Haldi Doodhi has gotten a global makeover. So wow
Golden Mylk and the Golden Latte are having a moment on the world food stage. So it may not be long before we shell out upwards of Rs 200 for one of these healthy concoctions. After all, the ochre-coloured drink is being championed by wellness gurus in America and the UK as a sort of miracle health drink. There’s just one small detail you should know – we’ve already been using the main ingredient for hundreds of years.
It’s turmeric. That’s what gives the drink its distinctive colour and bold taste. So yes, haldi is all the rage abroad.
In a report published earlier this year, Google revealed that searches for turmeric grew 300% over the last five years. It looks like the world is deeply interested in this amazing spice, which many claim can solve a whole host of medical problems from depression to cancer. The functional food movement, which seeks to add one or more disease-preventing ingredients to everyday food, has fully embraced haldi this year. Much of this has to do with the use of the spice in lattes, which are growing more popular with every passing day.
To get the low down on this food phenomenon, #QueMag spoke to New York State Dietetic Association spokesperson, Anita Mirchandani.
Golden Mylk or Haldi Doodh: What’s the Difference?
At the most basic level, the milk in Golden Mylk isn’t a dairy product. It’s usually prepared using cashew milk, almond milk or coconut milk, which are considered health alternatives (this is what the ‘y’ is Mylk is supposed to signify – a healthy alternative to milk). While this ingredient gives the drink hipster cred, it’s one way even those who are lactose-intolerant can enjoy it.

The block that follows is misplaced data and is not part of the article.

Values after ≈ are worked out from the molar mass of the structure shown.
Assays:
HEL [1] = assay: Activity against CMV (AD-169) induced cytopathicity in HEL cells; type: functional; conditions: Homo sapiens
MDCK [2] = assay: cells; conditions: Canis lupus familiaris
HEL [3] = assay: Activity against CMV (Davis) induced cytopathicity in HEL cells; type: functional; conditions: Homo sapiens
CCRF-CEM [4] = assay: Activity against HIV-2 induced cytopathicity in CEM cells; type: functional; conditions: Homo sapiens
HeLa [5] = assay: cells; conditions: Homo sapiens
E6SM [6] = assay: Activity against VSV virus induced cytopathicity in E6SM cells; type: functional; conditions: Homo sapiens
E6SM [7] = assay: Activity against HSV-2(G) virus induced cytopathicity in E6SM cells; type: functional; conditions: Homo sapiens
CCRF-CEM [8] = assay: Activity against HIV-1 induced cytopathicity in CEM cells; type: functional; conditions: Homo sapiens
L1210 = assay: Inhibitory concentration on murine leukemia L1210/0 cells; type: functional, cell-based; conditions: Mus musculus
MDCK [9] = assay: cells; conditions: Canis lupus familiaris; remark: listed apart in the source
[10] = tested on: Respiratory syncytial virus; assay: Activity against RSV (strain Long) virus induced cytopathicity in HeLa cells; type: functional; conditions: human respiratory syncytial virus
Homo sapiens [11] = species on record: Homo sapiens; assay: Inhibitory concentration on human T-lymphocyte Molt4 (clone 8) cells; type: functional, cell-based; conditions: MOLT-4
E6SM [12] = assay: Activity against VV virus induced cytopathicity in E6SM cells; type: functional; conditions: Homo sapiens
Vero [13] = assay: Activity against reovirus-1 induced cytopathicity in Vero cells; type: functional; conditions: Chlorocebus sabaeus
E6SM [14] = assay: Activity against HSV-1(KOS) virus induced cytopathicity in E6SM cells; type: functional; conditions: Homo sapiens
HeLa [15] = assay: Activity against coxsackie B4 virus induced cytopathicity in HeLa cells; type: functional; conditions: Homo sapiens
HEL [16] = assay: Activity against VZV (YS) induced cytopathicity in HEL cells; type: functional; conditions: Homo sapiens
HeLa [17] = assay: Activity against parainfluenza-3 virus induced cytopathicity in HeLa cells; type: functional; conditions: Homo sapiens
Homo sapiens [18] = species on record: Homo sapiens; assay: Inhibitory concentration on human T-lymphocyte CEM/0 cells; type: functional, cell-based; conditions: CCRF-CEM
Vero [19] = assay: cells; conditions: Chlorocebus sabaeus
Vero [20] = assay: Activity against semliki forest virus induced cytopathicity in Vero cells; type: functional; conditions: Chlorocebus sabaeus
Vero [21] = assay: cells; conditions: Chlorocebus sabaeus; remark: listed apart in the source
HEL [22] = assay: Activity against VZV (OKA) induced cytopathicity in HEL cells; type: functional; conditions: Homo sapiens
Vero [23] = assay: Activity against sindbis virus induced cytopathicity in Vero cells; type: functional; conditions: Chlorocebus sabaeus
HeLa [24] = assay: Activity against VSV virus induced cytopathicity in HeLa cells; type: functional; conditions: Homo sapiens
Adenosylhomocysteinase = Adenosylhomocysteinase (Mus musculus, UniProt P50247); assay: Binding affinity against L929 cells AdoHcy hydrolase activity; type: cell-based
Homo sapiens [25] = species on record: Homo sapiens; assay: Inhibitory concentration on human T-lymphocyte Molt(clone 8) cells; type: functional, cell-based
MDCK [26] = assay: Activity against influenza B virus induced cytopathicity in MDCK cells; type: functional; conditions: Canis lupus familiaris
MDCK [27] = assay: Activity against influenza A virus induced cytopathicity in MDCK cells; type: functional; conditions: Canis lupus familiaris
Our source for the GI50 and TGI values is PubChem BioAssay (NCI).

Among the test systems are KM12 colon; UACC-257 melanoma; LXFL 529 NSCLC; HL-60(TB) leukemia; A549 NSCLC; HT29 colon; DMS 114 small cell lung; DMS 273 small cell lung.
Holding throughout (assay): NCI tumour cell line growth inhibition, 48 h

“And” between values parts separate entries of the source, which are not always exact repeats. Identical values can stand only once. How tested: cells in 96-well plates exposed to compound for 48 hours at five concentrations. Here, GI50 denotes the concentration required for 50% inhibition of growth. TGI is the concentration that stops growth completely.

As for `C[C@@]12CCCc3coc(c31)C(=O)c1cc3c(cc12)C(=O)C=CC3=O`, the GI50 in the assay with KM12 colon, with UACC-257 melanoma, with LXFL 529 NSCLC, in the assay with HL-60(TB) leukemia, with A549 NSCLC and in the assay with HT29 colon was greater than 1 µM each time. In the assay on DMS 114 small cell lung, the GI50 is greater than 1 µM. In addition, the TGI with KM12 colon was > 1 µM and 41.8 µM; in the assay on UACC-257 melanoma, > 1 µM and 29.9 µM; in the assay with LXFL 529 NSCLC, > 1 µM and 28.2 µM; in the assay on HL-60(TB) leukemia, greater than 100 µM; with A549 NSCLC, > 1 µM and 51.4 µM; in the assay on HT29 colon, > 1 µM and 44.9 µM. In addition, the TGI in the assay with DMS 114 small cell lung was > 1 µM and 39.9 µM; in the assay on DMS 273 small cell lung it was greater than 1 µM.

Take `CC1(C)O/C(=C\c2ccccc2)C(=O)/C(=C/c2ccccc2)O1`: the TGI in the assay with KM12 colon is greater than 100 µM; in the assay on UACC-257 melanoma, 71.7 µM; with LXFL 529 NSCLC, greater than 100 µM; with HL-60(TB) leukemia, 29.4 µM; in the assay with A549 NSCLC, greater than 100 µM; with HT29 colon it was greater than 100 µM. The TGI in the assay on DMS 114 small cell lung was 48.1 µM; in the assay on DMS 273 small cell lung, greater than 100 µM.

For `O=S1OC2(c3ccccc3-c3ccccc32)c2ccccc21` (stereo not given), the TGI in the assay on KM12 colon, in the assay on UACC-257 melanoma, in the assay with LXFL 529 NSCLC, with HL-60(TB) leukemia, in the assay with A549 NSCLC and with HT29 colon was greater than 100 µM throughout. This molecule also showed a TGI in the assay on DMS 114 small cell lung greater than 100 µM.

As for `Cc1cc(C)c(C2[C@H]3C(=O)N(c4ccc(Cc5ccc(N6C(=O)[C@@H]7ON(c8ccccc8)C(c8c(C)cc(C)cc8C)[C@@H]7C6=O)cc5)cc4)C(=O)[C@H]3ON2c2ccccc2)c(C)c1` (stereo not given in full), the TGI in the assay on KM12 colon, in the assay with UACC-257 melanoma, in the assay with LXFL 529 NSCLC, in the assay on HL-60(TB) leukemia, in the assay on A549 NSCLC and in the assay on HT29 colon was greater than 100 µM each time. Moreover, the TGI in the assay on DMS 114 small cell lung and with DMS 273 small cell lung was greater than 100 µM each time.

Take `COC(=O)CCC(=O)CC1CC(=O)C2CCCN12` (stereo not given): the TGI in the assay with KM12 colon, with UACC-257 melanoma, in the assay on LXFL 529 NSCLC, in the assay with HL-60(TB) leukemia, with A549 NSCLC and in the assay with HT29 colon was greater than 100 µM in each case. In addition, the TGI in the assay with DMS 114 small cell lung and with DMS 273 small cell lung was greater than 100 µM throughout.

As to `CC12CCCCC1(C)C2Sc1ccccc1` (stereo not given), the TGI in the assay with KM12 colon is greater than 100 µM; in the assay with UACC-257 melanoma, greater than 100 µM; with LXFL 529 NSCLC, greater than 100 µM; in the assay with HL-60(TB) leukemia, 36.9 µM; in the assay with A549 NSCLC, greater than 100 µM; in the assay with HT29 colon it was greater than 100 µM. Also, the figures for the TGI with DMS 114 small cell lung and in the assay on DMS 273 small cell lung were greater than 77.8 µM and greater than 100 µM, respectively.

“We can consume turmeric in a variety of ways. [Having it with] milk is one way. Not only is it easier to ingest, but haldi doodh is simply a more potent and makes it easier for the body to obtains benefits from turmeric,” says Anita.
What’s the Fuss About Haldi?
“Turmeric contains curcumin, a polyphenol that gives it its golden colour, and it also contains anti-inflammatory properties. By ingesting turmeric, you are aiding your body by adding more antioxidants, which help build immunity,” she adds.
Cue all those memories of your mother forcing pepper-and-honey-laced haldi paste down your throat to get rid of that nasty cold. Now that we think about it, mixing that paste with milk would have made it so much more pleasant.
Haldi Goes Global
So why are Indian ingredients enjoy a massive surge in popularity across the world? “[People in] the West are constantly looking for foods that helps keep them healthy or has healing powers. They’re looking for a more holistic approach. As it is, diet and exercise are the two most effective ways to help prevent or delay the onset of chronic disease,” says Anita before adding, “Also, because America is welcoming of the multicultural landscape, Indian spices are heavily embraced there.”
Make Your Own Golden Latte
What you need:
1 tsp turmeric powder
½ tsp cinnamon
½ tsp ground black pepper
1 cup of almond drink
1. Combine the spices in a spoonful of hot water, till it becomes a paste.
2. In a pan, mix the paste with almond milk and heat until it’s bright gold and nearly boiling.
3. Add a shot of your favourite coffee, if you want your caffeine fix.
The recipe has been sourced from Modern Bakers, UK.